Lauren Wise of the Phoenix New Times recently conducted an interview with MEGADETH bassist David Ellefson. A couple of excerpts from the chat follow below.Phoenix New Times: The connection between heavy metal and spirituality is a really apparent theme in your memoir. In one part, you mention that you were scared you wouldn't be able to play bass without heroin, because you love playing. You were getting fully sober while writing and recording "Rust In Peace", which was a huge album for MEGADETH. So at what point during that process did you feel your confidence coming back about playing sober? Ellefson: You know, there was a moment even in my last days of addiction... That's the cunning, baffling power of addiction; it leads you to believe that you can't do anything without the drugs and that lifestyle. There was this moment in late '89 or '90 when it hit me, and I was like, "Wait a minute, I've played the bass since I was 11 and didn't touch a drop of anything until I was 15, in terms of mind-altering chemicals." And I think that was my moment of clarity, because I realized that whole being-high-in-order-to-play was a lie. And that somehow gave me strength. Like I said in the book, all the best things in my life were not my idea. Meaning they were divinely inspired. Even joining MEGADETH, you know? That was my friend Greg's idea. And you know, the people around me and the inspiration that came to me — especially when getting sobered up in 1990 before we recorded "Rust In Peace" — it was a terrific transition, because we wrote that record in our absolutely darkest, most addictive days. But we were able to find sobriety while recording it, so we could execute the performances to 100 percent precision. And I'm glad that the inspiration was part of that, because I would've certainly hated to miss that moment of my life, which laid out all the rest of the years up until this phone conversation today. But that, of course, is the nature of addiction. It's one of the most evil powers of this life; any addiction, that is. It's meant to corrupt, corrode, separate, compartmentalize, and eventually get you to this place where you're all alone, so it can kill you. Even the title of my book, "My Life With Deth", the one that came to me is Romans 6:23, which is, "For the wages of sin is death, but the gift of God is eternal life in Christ." That scripture, along with, of course, my life with 'DETH and MEGADETH and the worship service MEGALife!; they are all a theme that threads together the entire book. Phoenix New Times: What part of the book was the hardest, or more enjoyable than you thought it would be, to write? Ellefson: What I enjoyed was telling the stories of my childhood — because I had a great childhood, a great family, a very strong work ethic on the farm. There was no tolerance... but then, again quite honestly, there wasn't a lot of tolerance for anything that happens naturally in showbiz either. I come from a life that is so not that, and when I got to L.A. that's all it was. My dad was a real straight shooter, and I just came from a great community, friends and family. So that was the fun part. The uncomfortable part was at some point I had to address the time I was away from MEGADETH, and the split that happened. I didn't want to get into details, because that's behind us now, and we had addressed it — so I certainly didn't want to stir that up. At some point you have to let bygones be bygones, so you can move forward, which is what we've done the past four years in MEGADETH. Even that part of the story — you know, a lot of friends of mine in bands aren't able to put things behind them and come back together. It's sad and it's a shame. Some bands have made amazing music, but then addictions, pride, money — all those things put on Earth to destroy humans' primary purpose — and everything else sabotaged the bands. And for whatever reason, there doesn't seem to be reconciliation on the horizon. And I'm glad that with MEGADETH, we were able to have reconciliation. Because the story has a really cool ending now. Read the entire interview at Phoenix New Times.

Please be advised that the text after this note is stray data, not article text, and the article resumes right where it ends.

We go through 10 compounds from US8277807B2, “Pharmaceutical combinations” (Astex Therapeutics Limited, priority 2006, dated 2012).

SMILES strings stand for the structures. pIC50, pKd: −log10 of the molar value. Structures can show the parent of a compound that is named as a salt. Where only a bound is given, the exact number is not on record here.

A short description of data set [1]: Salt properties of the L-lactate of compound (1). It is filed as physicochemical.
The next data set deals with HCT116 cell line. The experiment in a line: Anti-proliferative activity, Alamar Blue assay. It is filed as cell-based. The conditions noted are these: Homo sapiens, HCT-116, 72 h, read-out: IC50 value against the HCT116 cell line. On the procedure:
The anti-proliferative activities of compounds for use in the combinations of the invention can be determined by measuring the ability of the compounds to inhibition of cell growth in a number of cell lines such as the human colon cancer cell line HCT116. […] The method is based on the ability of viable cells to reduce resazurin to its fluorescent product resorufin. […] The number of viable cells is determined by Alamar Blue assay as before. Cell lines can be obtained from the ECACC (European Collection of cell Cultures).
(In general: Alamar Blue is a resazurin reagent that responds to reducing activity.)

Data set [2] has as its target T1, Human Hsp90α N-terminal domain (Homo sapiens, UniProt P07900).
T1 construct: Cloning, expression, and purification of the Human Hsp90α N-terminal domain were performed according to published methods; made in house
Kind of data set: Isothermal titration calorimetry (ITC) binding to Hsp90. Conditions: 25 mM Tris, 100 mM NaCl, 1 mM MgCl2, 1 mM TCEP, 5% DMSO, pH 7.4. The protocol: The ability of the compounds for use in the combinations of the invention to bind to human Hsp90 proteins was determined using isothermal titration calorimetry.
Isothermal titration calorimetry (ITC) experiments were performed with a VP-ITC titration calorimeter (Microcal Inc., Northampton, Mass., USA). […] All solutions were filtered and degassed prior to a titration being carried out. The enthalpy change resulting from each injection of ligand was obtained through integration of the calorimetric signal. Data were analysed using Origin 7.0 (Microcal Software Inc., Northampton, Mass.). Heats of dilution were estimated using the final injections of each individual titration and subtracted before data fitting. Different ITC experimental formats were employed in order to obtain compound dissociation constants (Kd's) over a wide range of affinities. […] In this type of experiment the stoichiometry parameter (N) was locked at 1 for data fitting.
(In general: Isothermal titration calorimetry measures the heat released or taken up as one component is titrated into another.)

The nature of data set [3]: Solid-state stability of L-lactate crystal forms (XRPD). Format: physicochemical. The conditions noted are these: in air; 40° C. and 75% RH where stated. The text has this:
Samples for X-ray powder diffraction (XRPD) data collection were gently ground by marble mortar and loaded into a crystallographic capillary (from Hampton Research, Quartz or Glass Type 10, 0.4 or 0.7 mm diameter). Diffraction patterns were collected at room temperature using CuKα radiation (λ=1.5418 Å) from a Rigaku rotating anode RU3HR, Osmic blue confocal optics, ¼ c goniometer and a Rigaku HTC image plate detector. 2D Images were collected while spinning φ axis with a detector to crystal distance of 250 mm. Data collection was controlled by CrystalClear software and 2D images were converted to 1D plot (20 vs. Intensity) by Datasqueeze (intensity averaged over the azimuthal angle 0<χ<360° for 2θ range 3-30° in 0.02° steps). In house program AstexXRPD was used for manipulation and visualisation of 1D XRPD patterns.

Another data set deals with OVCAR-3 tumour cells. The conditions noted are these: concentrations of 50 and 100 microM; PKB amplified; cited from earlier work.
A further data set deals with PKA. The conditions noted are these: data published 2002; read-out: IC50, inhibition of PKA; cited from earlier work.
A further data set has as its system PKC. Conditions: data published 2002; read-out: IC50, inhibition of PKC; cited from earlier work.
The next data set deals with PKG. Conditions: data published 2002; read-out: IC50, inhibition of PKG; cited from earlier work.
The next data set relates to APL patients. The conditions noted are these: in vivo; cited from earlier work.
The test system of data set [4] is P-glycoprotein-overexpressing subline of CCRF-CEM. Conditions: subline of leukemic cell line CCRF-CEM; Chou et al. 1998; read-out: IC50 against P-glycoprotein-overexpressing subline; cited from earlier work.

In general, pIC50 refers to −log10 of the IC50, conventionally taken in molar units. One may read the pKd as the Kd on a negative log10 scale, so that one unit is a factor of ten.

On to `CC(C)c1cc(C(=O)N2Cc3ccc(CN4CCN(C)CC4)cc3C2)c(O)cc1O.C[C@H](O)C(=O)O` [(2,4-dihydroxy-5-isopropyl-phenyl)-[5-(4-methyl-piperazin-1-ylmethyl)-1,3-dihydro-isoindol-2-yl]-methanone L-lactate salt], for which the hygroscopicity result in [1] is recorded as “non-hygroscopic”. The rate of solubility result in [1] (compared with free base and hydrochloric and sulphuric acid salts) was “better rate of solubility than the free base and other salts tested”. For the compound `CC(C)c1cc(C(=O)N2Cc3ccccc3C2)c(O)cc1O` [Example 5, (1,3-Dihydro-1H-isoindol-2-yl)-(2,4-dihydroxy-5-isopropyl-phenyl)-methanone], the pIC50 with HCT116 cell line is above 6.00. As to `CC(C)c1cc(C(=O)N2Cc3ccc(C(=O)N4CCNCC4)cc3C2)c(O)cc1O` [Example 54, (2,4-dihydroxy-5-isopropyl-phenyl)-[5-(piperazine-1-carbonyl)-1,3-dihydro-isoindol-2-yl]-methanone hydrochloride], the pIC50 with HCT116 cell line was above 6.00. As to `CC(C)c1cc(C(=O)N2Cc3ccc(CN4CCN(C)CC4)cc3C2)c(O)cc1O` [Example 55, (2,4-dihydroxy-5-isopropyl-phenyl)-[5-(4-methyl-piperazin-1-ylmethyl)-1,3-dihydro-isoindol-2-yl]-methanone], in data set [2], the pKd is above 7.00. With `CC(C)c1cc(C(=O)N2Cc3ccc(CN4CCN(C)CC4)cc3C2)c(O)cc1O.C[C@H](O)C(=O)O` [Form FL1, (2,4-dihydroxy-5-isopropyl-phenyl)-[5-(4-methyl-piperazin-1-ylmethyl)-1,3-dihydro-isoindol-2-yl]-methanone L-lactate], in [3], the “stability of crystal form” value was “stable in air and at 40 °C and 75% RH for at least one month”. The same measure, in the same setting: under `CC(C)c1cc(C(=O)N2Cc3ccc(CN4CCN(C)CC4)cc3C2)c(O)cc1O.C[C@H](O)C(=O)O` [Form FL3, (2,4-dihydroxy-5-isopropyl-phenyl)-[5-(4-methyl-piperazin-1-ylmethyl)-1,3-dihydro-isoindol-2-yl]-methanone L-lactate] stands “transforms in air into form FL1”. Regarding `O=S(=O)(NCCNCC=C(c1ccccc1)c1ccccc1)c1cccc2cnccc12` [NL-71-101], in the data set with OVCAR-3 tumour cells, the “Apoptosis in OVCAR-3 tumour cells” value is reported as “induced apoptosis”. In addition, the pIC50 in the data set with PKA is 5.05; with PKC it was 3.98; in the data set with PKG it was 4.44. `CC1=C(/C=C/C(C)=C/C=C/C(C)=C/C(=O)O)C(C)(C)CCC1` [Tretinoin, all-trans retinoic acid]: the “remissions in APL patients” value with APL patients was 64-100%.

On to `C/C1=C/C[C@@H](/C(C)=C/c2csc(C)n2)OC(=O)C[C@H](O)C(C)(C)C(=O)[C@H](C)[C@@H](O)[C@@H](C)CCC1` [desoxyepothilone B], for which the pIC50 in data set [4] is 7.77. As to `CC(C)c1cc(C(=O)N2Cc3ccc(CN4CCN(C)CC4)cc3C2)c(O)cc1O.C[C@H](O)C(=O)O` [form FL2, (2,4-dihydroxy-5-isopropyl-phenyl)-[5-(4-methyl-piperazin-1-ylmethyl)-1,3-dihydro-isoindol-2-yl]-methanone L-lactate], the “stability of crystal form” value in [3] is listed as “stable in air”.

To comment on a BLABBERMOUTH.NET story or review, you must be logged in to an active personal account on Facebook. Once you're logged in, you will be able to comment. User comments or postings do not reflect the viewpoint of BLABBERMOUTH.NET and BLABBERMOUTH.NET does not endorse, or guarantee the accuracy of, any user comment. To report spam or any abusive, obscene, defamatory, racist, homophobic or threatening comments, or anything that may violate any applicable laws, use the "Report to Facebook" and "Mark as spam" links that appears next to the comments themselves. To do so, click the downward arrow on the top-right corner of the Facebook comment (the arrow is invisible until you roll over it) and select the appropriate action. You can also send an e-mail to blabbermouthinbox(@)gmail.com with pertinent details. BLABBERMOUTH.NET reserves the right to "hide" comments that may be considered offensive, illegal or inappropriate and to "ban" users that violate the site's Terms Of Service. Hidden comments will still appear to the user and to the user's Facebook friends. If a new comment is published from a "banned" user or contains a blacklisted word, this comment will automatically have limited visibility (the "banned" user's comments will only be visible to the user and the user's Facebook friends).